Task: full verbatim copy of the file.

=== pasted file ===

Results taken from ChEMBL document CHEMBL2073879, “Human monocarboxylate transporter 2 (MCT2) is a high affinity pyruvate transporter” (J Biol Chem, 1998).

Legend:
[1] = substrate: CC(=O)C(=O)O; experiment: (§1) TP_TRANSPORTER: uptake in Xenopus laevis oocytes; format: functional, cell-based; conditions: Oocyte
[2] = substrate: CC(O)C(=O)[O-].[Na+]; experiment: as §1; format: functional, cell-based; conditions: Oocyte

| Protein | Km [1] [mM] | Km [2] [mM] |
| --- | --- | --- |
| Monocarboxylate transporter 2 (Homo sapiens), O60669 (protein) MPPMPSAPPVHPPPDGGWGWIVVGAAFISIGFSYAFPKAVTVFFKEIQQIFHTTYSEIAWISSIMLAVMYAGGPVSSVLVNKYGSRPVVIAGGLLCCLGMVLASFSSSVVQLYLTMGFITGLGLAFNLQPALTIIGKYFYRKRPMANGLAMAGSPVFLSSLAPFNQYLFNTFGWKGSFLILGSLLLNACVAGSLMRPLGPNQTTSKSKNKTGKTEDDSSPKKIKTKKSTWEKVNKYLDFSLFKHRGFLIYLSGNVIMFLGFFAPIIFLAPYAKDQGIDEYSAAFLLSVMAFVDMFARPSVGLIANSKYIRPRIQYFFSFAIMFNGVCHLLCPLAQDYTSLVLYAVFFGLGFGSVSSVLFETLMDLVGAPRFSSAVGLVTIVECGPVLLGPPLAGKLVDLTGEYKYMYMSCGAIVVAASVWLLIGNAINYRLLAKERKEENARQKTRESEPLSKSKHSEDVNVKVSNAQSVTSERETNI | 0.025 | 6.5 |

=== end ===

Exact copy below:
Results taken from ChEMBL document CHEMBL2073879, “Human monocarboxylate transporter 2 (MCT2) is a high affinity pyruvate transporter” (J Biol Chem, 1998).

Legend:
[1] = substrate: CC(=O)C(=O)O; experiment: (§1) TP_TRANSPORTER: uptake in Xenopus laevis oocytes; format: functional, cell-based; conditions: Oocyte
[2] = substrate: CC(O)C(=O)[O-].[Na+]; experiment: as §1; format: functional, cell-based; conditions: Oocyte

| Protein | Km [1] [mM] | Km [2] [mM] |
| --- | --- | --- |
| Monocarboxylate transporter 2 (Homo sapiens), O60669 (protein) MPPMPSAPPVHPPPDGGWGWIVVGAAFISIGFSYAFPKAVTVFFKEIQQIFHTTYSEIAWISSIMLAVMYAGGPVSSVLVNKYGSRPVVIAGGLLCCLGMVLASFSSSVVQLYLTMGFITGLGLAFNLQPALTIIGKYFYRKRPMANGLAMAGSPVFLSSLAPFNQYLFNTFGWKGSFLILGSLLLNACVAGSLMRPLGPNQTTSKSKNKTGKTEDDSSPKKIKTKKSTWEKVNKYLDFSLFKHRGFLIYLSGNVIMFLGFFAPIIFLAPYAKDQGIDEYSAAFLLSVMAFVDMFARPSVGLIANSKYIRPRIQYFFSFAIMFNGVCHLLCPLAQDYTSLVLYAVFFGLGFGSVSSVLFETLMDLVGAPRFSSAVGLVTIVECGPVLLGPPLAGKLVDLTGEYKYMYMSCGAIVVAASVWLLIGNAINYRLLAKERKEENARQKTRESEPLSKSKHSEDVNVKVSNAQSVTSERETNI | 0.025 | 6.5 |